The Templeton Foundation has awarded its annual £1 million prize to Martin Rees, retired President of the Royal Society in London. I had the pleasure of meeting Lord Rees when he presented the Royal Society’s science book prize (for which the UK edition of my book, The Genesis of Science: How the Christian Middle Ages Launched the Scientific Revolution, was shortlisted). Rees is an atheist with a fond cultural attachment to the Church of England. But although he isn’t religious himself, he sees no conflict between Christianity and science. His best-known book, Just Six Numbers, is a frank admission that the universe appears to be finely tuned for life, something theists see as evidence that it is God’s creation. New Atheists like PZ Myers and Jerry Coyne are furious that Rees accepted Templeton’s lucre. Richard Dawkins has called Rees a “quisling,” which is a reference to Nazi collaboration.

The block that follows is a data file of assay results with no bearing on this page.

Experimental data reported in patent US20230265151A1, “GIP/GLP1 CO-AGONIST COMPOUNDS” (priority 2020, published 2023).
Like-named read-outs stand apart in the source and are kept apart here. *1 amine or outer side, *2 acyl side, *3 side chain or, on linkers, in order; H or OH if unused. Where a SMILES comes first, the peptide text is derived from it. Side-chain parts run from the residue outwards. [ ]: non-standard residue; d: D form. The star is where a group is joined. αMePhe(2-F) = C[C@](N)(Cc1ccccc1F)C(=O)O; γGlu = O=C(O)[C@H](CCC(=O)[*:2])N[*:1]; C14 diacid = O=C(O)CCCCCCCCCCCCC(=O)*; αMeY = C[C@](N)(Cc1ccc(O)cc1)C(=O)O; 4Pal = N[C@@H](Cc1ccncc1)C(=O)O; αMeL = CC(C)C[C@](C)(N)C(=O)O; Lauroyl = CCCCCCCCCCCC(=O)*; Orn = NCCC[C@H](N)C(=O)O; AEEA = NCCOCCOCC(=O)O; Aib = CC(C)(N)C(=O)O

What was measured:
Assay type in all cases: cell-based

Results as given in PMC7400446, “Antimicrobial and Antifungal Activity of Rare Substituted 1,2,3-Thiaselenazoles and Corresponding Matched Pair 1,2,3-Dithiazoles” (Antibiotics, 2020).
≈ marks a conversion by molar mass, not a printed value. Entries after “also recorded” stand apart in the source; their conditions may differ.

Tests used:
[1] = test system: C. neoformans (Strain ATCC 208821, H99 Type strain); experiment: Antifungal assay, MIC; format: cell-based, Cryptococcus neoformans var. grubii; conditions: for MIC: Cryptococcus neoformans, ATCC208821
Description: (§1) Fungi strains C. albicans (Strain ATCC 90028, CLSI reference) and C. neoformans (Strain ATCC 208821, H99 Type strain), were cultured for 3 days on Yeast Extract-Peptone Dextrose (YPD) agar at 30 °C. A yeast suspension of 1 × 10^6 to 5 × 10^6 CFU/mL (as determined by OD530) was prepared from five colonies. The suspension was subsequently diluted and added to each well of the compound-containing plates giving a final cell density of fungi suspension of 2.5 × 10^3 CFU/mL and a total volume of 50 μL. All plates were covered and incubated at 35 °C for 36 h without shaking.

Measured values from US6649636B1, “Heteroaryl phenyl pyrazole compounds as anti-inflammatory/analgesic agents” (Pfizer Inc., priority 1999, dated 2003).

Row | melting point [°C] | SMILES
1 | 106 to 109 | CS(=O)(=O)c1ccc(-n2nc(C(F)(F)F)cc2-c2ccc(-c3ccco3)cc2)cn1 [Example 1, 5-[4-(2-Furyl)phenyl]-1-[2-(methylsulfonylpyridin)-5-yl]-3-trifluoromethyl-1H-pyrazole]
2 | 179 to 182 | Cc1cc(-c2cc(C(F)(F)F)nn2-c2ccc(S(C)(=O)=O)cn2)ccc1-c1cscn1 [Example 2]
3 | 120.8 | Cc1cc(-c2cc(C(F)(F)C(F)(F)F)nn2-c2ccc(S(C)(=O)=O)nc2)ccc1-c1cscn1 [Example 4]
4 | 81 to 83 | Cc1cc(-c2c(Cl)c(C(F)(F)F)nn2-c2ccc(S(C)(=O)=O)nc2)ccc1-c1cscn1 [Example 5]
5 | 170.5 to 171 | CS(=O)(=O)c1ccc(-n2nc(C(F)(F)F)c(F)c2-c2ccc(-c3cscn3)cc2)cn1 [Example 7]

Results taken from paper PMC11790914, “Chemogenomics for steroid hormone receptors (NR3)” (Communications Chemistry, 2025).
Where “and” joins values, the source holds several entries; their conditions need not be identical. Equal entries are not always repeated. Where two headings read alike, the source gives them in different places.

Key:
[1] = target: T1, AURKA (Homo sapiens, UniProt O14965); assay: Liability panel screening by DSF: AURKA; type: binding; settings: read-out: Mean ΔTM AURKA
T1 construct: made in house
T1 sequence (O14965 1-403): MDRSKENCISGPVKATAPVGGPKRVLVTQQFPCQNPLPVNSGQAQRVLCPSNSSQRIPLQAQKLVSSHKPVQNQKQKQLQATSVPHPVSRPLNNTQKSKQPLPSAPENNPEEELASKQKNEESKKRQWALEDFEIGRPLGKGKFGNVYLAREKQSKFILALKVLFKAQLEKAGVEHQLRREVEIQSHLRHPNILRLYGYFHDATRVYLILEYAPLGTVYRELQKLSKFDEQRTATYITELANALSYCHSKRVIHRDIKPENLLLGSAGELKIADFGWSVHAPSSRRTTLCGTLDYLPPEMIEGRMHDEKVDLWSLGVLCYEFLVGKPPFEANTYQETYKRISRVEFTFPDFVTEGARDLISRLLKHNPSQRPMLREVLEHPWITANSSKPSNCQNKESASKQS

Meanwhile, the news that Francis Collins, evangelical Christian director of the National Institutes of Health, is treating the cancer of his friend Christopher Hitchens, one of the “Four Horsemen” of New Atheism, has been treated as a case of delicious irony by some commentators. This rapprochement might cause us to forget that several of the Four Horsemen’s squires, including Coyne and Myers, objected to Collins being appointed to the NIH in the first place on account of his religious beliefs.

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